We all have fond memories of Chinese New Year (CNY). Red packets, great company, long weekends, sleep-ins.
There is really nothing like food that binds people together. Being chinese, I have my fair share of relatives who think that chubby kids are cute and healthy. Even nowadays, I will sometimes still be stuffed in the face with food by my relatives and friends.
As we usher in the year of monkey, will we also be strapping on unnecessary calories around our body?
If you are on a weight management program since January, CNY might just undone your efforts and overload your calories intake if you are not vigilant.
So, here are 10 ways for you to avoid consuming unnecessary calories during CNY while still having a great time.
10. Know your numbers
Knowledge is power. Two pieces of pineapple tart is 164 calories. A piece of bak kwa contains 229 calories. If you want to burn off a piece of bak kwa, you will have to run 3.7km in 23 minutes. Let’s be real, who ever really just eat one bak kwa? The numbers add up quickly if you are not aware of it.
9. Figure out the healthy food beforehand
There is definitely going to be lots of eating. Reunion dinner, house visit, and friends gathering. During this period of time, it is almost impossible to avoid eating without coming across as rude. But you can choose to eat healthily. Identify the healthy goodies, like oranges, sunflower seeds and pistachio nuts. Make a mental note and stick to eating them to avoid the uphill battle of willpower.
8. Keep some nuts with you
Chances are slim that there won’t be anything healthy. However, just in case, bring a handful of nuts with you. They will help you to maintain satiety and avoid over eating.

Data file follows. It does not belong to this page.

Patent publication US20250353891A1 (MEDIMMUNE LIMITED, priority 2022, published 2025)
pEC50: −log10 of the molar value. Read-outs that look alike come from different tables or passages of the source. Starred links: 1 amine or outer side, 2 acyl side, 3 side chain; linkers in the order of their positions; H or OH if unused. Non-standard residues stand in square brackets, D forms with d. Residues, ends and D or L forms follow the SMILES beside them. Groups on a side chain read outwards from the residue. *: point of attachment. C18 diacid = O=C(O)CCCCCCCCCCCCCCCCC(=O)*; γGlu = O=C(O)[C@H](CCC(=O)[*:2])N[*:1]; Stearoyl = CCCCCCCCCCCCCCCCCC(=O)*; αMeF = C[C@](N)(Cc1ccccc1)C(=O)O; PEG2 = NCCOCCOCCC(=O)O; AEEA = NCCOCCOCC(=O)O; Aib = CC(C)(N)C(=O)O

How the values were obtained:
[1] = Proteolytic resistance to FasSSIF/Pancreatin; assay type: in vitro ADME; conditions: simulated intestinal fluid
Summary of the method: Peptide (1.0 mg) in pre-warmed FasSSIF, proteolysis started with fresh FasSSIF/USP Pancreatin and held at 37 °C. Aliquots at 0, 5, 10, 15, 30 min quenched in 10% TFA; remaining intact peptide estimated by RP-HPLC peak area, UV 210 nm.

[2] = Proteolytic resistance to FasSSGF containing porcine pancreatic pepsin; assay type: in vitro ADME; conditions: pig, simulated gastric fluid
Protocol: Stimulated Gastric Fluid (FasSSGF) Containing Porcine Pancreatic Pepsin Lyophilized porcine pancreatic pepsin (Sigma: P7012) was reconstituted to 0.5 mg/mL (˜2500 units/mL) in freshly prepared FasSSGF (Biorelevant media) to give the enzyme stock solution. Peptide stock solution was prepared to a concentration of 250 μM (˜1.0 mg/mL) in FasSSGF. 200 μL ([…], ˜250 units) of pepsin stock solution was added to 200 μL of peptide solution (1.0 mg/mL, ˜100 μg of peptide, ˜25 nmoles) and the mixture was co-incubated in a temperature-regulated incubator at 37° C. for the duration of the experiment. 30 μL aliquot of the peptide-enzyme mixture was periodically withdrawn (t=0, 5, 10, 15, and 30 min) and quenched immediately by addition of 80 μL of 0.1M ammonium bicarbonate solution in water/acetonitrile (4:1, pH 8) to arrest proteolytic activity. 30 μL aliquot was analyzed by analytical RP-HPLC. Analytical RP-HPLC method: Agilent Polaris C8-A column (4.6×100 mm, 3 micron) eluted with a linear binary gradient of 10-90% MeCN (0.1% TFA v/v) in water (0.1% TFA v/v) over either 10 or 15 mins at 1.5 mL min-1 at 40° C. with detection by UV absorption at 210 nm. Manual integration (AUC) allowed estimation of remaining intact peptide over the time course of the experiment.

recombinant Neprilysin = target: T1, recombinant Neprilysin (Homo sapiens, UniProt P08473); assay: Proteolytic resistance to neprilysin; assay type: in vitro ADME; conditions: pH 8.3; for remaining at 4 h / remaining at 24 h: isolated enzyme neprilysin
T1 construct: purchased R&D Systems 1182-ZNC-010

7. Eat a salad, protein with vinaigrette before visiting
If you have the time, fill up your body with some salad, a fistful of protein with vinaigrette before you leave your house. This will help you to eat less during your rounds of visiting. Vegetables are full of nutrients. Protein will help to increase fullness and reduce hunger throughout the day. Apple cider vinegar appears to control blood sugar.
6. Set a quota
I know I’m starting to sound like a party pooper by making everything sounds so systematic. But having a system will enable you to enjoy the unhealthy food without guilt. If you decide to eat the unhealthy food, just make a plan of how many pieces of bak kwa you are going to eat. Try putting your food in a small bowl to control the quantity. Tell yourself that, once the food in the bowl is done, it’s done.
5. Eat mindfully
Eating mindfully enables you to savor the flavor of the food and become more in tune with your body satiety.
4. Limit your sugary drink
The best choice is to take plain water. Prolong and excessive intake of simple sugar is bad for the teeth, blood sugar and health. Sugar is addictive and sugary drinks make you fat. 1 can of coke has 33g of sugar. According to Health Promotion Board, we should not be taking in more than 40g-55g of sugar per day. Best to stay away from the sugary drinks and can drinks and opt for traditional tea or plain water instead.
3. Don’t watch TV while snacking
When I was a kid, my mum always tells me not to watch the TV when I am eating. It turns out that my mum is right. When you eat while watching TV, you will be distracted. Distracted eating will cause you to eat more.
2. Get active
Are there young kids you can play with? Take this opportunity to bond with them and get active. By moving around and playing, you will be able to move your attention away from the bottomless pit of calories on the table.
1. Indulge in the company, not the comfort food.
Food is not a prerequisite to having a great time. Create meaningful conversations and memories with your friends and relatives. Chinese New Year is about reunion, so why not make this year’s celebration in line with the true spirit of CNY?
1 October 2014. Joy Manning. Apple Cider Vinegar and Health. WebMD.
26 June 2015. Anna Hodgekiss. How the order you eat your food affects your health: Eating protein and veg BEFORE carbs makes you fuller for longer and could help diabetics control their blood sugar. Mail Online.
29 March 2013. Howard LeWine. Distracted eating may add to weight gain. Harvard Health Publications.